In recent years the issue of climate change, supposedly caused by the emission of greenhouse gases most notably carbon dioxide, has had an impact on many areas of industrial and social activity around the globe. There are other gases which are considered as causes of global warming but for some reason attention of regulators and politicians has been almost solely focussed on carbon dioxide.
Carbon dioxide or CO2 is an inevitable product of the combustion of any fuel containing carbon which is most fossil fuels including LNG. The air used to support combustion contains oxygen and this will combine with the carbon in the fuel to produce CO2 and other compounds. Any nitrogen in the fuel will be converted to NOx, hydrogen to H20 and sulphur to SOx.
Effectively, the only means of reducing CO2 while still burning fuel oil is to burn less which is the intention of the efficiency regulations developed by the IMO.
In 2011, after extensive work and debate, IMO adopted mandatory technical and operational energy efficiency measures; The energy efficiency design index (EEDI), Ship energy efficiency management plans (SEEMPs) and the energy efficiency operational index (EEOI) which were included in Annex VI and entered into force on 1 January 2013.
These measures are aimed at reducing the amount of CO2 produced per unit of work done which is crudely measured as moving one tonne of cargo over a distance of one kilometre. The EEDI mandates a regular reduction for new ships at five yearly intervals with the current framework due to cease in 2025 when ship emissions should be around 30% below those of vessels in service when the regulation began.
At MEPC72 in April 2018, the IMO announced an ambitious (some might say impossible) target for decarbonising the shipping industry. In particular, it set out the following programme of ambitions:
- Carbon intensity of the ship to decline through implementation of further phases of the energy efficiency design index (EEDI) for new ships.
· Review with the aim to strengthen the energy efficiency design requirements for ships with the percentage improvement for each phase to be determined for each ship type, as appropriate;
· Carbon intensity of international shipping to decline
· To reduce CO2 emissions per transport work, as an average across international shipping, by at least 40% by 2030, pursuing efforts towards 70% by 2050, compared to 2008; and
· GHG emissions from international shipping to peak and decline
- To peak GHG emissions from international shipping as soon as possible and to reduce the total annual GHG emissions by at least 50% by 2050 compared to 2008 whilst pursuing efforts towards phasing them out as called for in the Vision as a point on a pathway of CO2 emissions reduction consistent with the Paris Agreement temperature goals.
As things stand, it is impossible to completely decarbonise shipping as even the cleanest of fuels presently available do produce some CO2 and in some cases, the benefit compared to oil fuels is actually quite negligible. For the short to mid-term future these fuels may provide a bridge towards a lower carbon future but not much more. In the long-term other technologies would need to be developed.
US – a law unto itself
Concurrent with the development of MARPOL before emissions to air were included, the US was introducing its own regulations in the form of the Clean Water Act (CWA) passed by the US Congress in 1972 and covering cleaning up the territorial waters of the US. This was done through the National Pollutant Discharge Elimination System (NPDES) permit programme which controls water pollution by regulating sources that discharge pollutants into the nation’s waters. In most cases, the NPDES permit program is administered by individual states but for matters extending beyond individual states, the Environment Protection Agency (EPA) is the governing body.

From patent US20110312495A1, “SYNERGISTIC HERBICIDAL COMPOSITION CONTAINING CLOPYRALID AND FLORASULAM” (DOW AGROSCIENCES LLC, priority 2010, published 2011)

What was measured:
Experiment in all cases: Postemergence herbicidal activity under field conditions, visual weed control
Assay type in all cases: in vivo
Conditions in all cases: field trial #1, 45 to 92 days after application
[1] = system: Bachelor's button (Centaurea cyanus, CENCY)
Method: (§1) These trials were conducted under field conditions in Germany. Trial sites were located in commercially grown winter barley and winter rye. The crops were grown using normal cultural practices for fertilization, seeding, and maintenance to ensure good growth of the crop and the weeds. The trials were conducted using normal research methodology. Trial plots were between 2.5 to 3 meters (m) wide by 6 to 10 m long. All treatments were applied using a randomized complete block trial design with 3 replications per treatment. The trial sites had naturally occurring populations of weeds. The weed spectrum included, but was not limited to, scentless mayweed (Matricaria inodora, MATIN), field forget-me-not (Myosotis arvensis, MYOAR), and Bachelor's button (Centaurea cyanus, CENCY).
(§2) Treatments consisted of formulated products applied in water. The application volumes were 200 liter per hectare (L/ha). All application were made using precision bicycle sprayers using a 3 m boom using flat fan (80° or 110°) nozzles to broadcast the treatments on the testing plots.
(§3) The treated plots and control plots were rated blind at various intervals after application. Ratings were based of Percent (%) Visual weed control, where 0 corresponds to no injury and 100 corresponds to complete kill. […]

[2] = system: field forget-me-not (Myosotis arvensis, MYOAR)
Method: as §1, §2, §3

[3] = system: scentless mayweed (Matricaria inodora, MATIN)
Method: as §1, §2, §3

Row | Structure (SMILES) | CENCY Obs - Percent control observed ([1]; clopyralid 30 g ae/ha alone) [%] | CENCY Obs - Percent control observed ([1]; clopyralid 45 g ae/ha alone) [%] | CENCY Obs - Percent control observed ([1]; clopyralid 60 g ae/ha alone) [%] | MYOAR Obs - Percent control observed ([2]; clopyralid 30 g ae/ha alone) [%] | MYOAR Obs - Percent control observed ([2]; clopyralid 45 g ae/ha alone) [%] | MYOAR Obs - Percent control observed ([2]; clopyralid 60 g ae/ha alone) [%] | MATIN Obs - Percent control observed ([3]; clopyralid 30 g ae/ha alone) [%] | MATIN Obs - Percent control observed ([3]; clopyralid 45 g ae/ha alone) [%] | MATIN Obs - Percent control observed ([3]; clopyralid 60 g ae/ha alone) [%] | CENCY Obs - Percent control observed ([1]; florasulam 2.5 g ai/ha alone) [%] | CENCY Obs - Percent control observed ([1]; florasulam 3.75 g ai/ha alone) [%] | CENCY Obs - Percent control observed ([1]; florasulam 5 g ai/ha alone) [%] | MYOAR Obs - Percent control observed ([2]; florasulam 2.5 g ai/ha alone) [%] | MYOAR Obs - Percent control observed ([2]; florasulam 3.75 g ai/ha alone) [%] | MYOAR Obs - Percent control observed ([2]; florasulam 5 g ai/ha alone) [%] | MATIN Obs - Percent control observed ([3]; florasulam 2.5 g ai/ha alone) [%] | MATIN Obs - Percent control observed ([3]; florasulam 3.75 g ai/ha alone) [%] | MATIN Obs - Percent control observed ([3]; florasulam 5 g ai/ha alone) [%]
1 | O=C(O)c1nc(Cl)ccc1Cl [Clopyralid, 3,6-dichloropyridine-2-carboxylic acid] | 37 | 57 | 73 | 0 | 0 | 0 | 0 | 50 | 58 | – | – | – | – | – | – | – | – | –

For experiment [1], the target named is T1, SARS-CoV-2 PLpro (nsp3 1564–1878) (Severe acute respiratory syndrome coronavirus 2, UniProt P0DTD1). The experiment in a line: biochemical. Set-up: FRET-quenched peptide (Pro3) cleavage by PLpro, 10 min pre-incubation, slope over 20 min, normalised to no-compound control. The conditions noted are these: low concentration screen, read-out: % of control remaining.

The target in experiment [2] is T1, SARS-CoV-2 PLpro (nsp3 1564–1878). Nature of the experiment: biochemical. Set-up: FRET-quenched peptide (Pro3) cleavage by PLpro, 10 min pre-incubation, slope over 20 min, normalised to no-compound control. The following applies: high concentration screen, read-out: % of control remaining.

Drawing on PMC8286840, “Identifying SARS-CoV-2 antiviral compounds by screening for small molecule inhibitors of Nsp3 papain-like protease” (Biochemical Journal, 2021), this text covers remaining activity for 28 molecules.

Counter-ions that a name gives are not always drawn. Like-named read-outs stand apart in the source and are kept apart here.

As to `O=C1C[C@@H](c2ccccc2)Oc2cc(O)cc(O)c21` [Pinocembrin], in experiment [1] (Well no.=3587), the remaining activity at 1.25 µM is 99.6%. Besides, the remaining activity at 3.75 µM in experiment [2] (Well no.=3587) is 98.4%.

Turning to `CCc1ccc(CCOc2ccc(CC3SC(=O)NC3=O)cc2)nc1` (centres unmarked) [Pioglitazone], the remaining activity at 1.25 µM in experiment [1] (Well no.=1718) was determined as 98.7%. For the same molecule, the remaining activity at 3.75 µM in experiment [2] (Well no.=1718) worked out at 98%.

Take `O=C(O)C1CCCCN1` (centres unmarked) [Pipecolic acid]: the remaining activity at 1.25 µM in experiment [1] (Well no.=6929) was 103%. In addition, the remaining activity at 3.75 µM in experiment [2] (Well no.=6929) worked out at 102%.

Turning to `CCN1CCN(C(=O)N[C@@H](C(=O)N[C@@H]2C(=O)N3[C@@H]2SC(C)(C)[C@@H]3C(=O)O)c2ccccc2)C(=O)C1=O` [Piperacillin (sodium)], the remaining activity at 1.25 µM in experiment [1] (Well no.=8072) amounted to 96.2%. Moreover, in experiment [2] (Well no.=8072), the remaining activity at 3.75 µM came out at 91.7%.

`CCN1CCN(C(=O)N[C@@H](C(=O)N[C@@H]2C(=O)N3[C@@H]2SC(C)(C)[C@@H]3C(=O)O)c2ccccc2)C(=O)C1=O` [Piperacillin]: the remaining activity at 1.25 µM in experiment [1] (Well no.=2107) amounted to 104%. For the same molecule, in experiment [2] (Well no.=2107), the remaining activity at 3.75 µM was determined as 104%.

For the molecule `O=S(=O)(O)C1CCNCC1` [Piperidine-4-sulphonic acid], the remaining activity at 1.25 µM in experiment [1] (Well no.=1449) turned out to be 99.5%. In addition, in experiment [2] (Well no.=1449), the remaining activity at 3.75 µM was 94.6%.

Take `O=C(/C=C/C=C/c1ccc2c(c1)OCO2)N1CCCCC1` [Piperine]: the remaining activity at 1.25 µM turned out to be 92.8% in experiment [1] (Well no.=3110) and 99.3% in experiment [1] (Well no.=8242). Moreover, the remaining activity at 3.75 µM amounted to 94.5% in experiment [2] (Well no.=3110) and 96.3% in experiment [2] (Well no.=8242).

Section 301(a) of the CWA prohibits the discharge of any “pollutant” unless authorised by an NPDES permit. Shortly after the enactment of the CWA, the EPA issued a regulation that exempted from NPDES permitting “any discharge of sewage from vessels, effluent from properly functioning marine engines, laundry, shower, and galley sink wastes, or any other discharge incidental to the normal operation of a vessel”.
After the turn of the century, environmentalists began legal actions in some states demanding ships should not be exempted from the regulations. In December 2003, the California federal district and appeals courts ruled that the EPA had exceeded its authority when it excluded ships’ discharges from the NPDES permitting system.
As a consequence EPA had to implement a permit system for a wide variety of vessel discharges which would affect all US-flagged vessel and foreign-flagged vessels trading to the US. This resulted in the introduction in 2008 of the Vessel General Permit (VGP) that would apply to all affected vessels whose owners filed a Notice of Intent. A VGP provides ‘NPDES permit coverage nationwide for discharges incidental to the normal operation of commercial vessels greater than 79 feet (24m) in length’.
The initial VGP did not cover ballast water and in the fact sheet that it issued as a guide to the VGP, the EPA emphasises that it fought efforts to require incidental discharges to be permitted not because it dismissed the significance of aquatic invasive species, or other environmental hazards resulting from these discharges, but rather because, in its view, permitting was not the best or most efficient way of addressing the problem. The EPA notes that Congress has already enacted legislation that directed the US Coast Guard, rather than the EPA, to address and come up with a regulatory programme for the discharge of ballast water and other discharges, and that nothing in the CWA prevented individual states from coming up with regulations to control ballast water discharges under state law.